An opiate is a narcotic analgesic that contains either synthetic or natural occurring opium extracted from the seed pod of poppy plants. Opiates are powerful narcotics that are some of the most effective remedies to medically alleviate moderate to severe pain we have available. While opiates are some of the most widely used pain relievers in the world, they are also some, of the most abused substances in human history. Long term abuse of opiates can lead to debilitating addictions, dependency and even death.
Opiates work by targeting the opiate receptors in the brain that are responsible for pain. Once the opiate attaches itself to the receptors in the brain the body begins producing more endorphins, which are natural pain-relieving chemicals produced in the body. Opiates also work as powerful depressants to the central nervous system, and slows the brains reaction time down to external stimulus. Opiates decrease the ability to reason and can slow reaction times when speaking with others. People abusing opiates often look like their almost sedated, with their eyelids half open and frequently nodding out. Side effects of opiates may include slowed breathing, nausea, vomiting, sleepiness, blurry vision, and slight anxiety.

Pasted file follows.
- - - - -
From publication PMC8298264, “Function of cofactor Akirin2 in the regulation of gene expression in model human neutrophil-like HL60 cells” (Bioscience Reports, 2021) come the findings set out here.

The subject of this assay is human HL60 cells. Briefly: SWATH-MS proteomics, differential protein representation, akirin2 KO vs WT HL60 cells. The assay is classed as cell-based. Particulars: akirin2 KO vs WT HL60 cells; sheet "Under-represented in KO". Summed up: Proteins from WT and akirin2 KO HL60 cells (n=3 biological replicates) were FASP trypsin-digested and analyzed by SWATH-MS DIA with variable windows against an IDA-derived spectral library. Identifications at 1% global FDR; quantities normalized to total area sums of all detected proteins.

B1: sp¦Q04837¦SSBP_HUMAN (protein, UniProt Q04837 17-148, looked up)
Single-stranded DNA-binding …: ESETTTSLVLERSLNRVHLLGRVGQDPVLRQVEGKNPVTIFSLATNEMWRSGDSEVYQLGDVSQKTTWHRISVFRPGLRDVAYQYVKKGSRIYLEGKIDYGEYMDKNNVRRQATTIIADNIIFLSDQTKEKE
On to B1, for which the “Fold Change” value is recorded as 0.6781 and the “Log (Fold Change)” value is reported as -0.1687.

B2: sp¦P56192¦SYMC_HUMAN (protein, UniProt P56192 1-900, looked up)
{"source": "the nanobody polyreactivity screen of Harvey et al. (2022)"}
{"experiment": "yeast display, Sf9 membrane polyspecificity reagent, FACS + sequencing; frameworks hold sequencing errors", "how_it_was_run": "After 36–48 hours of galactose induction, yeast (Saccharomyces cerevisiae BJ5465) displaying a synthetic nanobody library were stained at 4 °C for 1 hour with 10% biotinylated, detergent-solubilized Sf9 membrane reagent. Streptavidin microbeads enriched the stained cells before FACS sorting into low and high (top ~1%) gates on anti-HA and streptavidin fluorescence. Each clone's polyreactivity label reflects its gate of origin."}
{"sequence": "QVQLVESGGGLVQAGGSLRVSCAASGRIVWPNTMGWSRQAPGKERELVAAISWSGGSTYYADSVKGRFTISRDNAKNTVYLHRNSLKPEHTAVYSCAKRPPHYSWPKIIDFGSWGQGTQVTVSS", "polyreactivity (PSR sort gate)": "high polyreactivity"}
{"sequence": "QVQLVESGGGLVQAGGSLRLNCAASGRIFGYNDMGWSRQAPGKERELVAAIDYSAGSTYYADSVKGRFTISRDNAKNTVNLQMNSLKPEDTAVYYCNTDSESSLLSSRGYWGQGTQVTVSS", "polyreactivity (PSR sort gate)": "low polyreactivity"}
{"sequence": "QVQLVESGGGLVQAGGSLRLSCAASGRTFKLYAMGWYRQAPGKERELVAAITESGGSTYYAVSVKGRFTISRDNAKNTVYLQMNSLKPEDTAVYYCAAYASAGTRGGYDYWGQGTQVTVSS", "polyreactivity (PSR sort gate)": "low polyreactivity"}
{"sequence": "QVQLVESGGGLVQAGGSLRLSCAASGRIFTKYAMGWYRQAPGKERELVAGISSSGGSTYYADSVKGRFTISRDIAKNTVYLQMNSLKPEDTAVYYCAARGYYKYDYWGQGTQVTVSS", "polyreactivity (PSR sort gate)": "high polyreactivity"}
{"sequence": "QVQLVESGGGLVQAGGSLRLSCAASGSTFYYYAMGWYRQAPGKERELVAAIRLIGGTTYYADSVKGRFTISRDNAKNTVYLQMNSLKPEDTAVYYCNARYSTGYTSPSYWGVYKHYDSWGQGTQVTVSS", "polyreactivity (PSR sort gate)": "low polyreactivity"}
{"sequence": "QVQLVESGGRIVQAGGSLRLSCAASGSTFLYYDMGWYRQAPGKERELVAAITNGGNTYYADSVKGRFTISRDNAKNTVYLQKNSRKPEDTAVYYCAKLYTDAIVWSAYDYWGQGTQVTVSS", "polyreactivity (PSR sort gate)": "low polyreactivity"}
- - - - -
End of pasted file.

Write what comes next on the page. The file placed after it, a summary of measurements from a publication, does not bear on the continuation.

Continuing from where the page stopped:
Most Commonly Abused Opiate
While many may think of heroin as the typical drug associated with opiate abuse, opiate based prescription painkillers such as Oxycontin and Vicodin, are quickly becoming the most abused prescription drug in the United States. These pills include oxycodone, Oxycontin, codeine, hydrocodone, morphine, Vicodin, percocet, and hydro morphine. What many people don’t realize is that these pills, while sold legally with a prescription, can be some of the most addictive and destructive drugs out there. And because prescription pills are much more accessible and most illicit drugs, they come with a high rate of abuse and addiction.
Addiction to Prescription Opiates
Long term opiate use is often characterized by increased tolerance, addiction and physical and psychological dependence. Because drug addiction is a biological and pathological process, prolonged use can alter brain functions in fundamental and long lasting ways.
Long term abuse of opiates can have devastating effects on brain endorphin and serotonin levels and can result in complete physical and psychological dependence to the drug. When a person has become completely dependent on opiates they will often get severe withdrawal symptoms if they abruptly stop taking the drug. Opiate addictions can be some of the toughest to break, and continues to devastate the lives of thousands of new users every year.